In the northern hemisphere it’s Harvest Moon and in Hong Kong that means Mid-Autumn Festival, one of my favourite times of year growing up.
Each of Hong Kong’s festivals has its own character but most are marked with noise and colour. The Moon Festival, by its very simplicity, was different.
All you had to do was to take a paper lantern out for a walk with your family and friends and look at the moon. And, of course, eat.
Our favoured route was close to home, along Bowen Road in the Mid-Levels. It provided a winding walk largely free of traffic, marked with two pagodas and frequent views out across the harbour to the nine hills of Kowloon.
The earliest lanterns of my childhood are still on sale in Chinatowns around the world – simple, concertina-like collapsible affairs with a wire at the base to hold the traditional red candle.
We would set off with our friends and neighbours and join the throng of strolling families, clutching our lanterns and waiting for the inevitable moment when they stopped glowing and started blazing.
The road was quickly littered with paper lanterns in varying stages of conflagration. Smart parents packed spares.
Everywhere I looked, the hillsides were dotted with the lights of thousands of lanterns. The whole city was out and about for the simple purpose of admiring the moon.
Over the years the lanterns grew more sophisticated and the shopping trip to prepare for Mid-Autumn Festival became more complicated as style had to be weighed carefully against function.
For example, once I went for a sheep on wheels. It looked great in the shop but was a disaster on the road. The candle fell against the lantern at the first bump, with predictable result.
My favourite lantern was a dragon with three distinct parts, the candle in its body while head and tail waved independently.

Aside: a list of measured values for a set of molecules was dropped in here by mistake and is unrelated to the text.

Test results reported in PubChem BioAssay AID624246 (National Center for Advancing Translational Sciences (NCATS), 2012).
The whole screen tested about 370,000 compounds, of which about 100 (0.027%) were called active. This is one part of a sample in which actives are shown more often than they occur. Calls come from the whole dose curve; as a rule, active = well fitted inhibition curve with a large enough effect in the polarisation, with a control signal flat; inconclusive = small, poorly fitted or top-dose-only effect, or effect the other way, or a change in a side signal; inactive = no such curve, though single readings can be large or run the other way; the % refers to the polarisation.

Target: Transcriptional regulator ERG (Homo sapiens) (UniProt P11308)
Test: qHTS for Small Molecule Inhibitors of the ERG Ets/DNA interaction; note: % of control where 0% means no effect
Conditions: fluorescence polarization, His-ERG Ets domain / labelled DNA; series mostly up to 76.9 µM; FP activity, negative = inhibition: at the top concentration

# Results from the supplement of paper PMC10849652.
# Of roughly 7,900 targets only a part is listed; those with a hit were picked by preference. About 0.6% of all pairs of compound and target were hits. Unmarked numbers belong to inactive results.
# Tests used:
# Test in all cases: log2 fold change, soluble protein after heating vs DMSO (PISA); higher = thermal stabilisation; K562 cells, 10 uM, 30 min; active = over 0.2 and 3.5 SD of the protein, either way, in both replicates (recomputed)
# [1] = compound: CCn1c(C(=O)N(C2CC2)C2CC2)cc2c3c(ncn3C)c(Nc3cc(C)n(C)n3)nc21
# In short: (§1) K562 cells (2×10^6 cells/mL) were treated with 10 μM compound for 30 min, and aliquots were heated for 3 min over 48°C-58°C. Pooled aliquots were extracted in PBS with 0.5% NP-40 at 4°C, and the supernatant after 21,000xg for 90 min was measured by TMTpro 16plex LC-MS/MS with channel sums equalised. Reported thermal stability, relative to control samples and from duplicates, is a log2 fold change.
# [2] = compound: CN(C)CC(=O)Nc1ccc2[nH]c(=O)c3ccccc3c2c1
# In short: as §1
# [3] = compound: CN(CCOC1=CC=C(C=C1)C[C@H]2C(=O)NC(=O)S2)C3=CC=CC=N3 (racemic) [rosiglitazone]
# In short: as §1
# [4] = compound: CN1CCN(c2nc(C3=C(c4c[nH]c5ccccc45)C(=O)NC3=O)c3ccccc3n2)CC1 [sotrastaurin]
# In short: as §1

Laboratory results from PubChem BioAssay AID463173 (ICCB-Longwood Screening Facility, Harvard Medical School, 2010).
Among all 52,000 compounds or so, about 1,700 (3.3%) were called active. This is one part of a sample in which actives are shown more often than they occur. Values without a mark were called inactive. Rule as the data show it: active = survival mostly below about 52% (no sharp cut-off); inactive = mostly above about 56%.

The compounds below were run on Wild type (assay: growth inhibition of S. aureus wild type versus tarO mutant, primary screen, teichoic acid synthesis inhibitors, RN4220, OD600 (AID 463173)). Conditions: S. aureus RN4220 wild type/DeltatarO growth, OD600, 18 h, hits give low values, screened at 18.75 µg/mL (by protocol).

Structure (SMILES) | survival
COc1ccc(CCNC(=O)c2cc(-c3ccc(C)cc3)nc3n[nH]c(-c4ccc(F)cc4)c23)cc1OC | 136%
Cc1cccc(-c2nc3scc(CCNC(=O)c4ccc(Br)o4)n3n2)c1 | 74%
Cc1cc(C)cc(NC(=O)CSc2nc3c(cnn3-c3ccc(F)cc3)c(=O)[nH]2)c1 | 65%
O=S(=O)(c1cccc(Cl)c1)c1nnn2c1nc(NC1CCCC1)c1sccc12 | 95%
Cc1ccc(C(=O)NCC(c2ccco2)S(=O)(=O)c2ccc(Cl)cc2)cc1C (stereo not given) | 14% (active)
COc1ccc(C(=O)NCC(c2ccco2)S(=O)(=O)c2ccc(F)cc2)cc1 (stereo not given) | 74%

Alas, a design flaw, unnoticed until the Big Night, meant it almost instantly became too hot to hold and it was quickly added to the burning roadside detritus.
These days I understand the lanterns are largely made of plastic while batteries and glow sticks have replaced candles.
They are not the only things about the Mid-Autumn Festival to have moved with the times.
The mooncake, an essential ingredient of the celebration, has been updated for modern tastes, even available in chocolate flavours. And, in a cheeky twist, there are even mooning mooncakes this year.
It’s inevitable that traditions evolve and change over time and I don’t begrudge modern Hong Kong children their Angry Birds lanterns, but I was sad to read that some no longer recognise a traditional mooncake when they see one.
Hong Kong’s Time Out recently celebrated three different aspects of the Moon Festival and the people who are keeping them alive in these modern times.
Lai Yuen Foon has been making traditional mooncakes for nearly 40 years and he said, “Sometimes kids point at mooncakes and say, ‘hey, that’s cute, what is it?’
“So that’s when we explain the whole Mid-Autumn Festival story to them.”
The festival has its origins in the romantic legend of the mighty hero Hou Yi who lost his beautiful wife Chang E when she became imprisoned in the moon.
The details vary of how she got there but the point is that at Mid-Autumn, when the moon is at its brightest and fullest, she can be seen and that is when Hou Yi lays out her favourite foods and sits, yearning, in the moonlight.
Why the Harvest Moon is the biggest and brightest of the night sky is beautifully explained by Deborah Byrd at Earth Sky.
And for a better description of Mid-Autumn Festival traditions than my humble offering, please visit the Scissors Sharpener’s Daughter for her recollections of growing up in 188 Hugh Low Street, Ipoh, where celebrations were similar.
Wherever you are in the northern hemisphere, I hope you enjoy the beauty of the Harvest Moon and perhaps win a smile from Chang E, the Lady who lives there.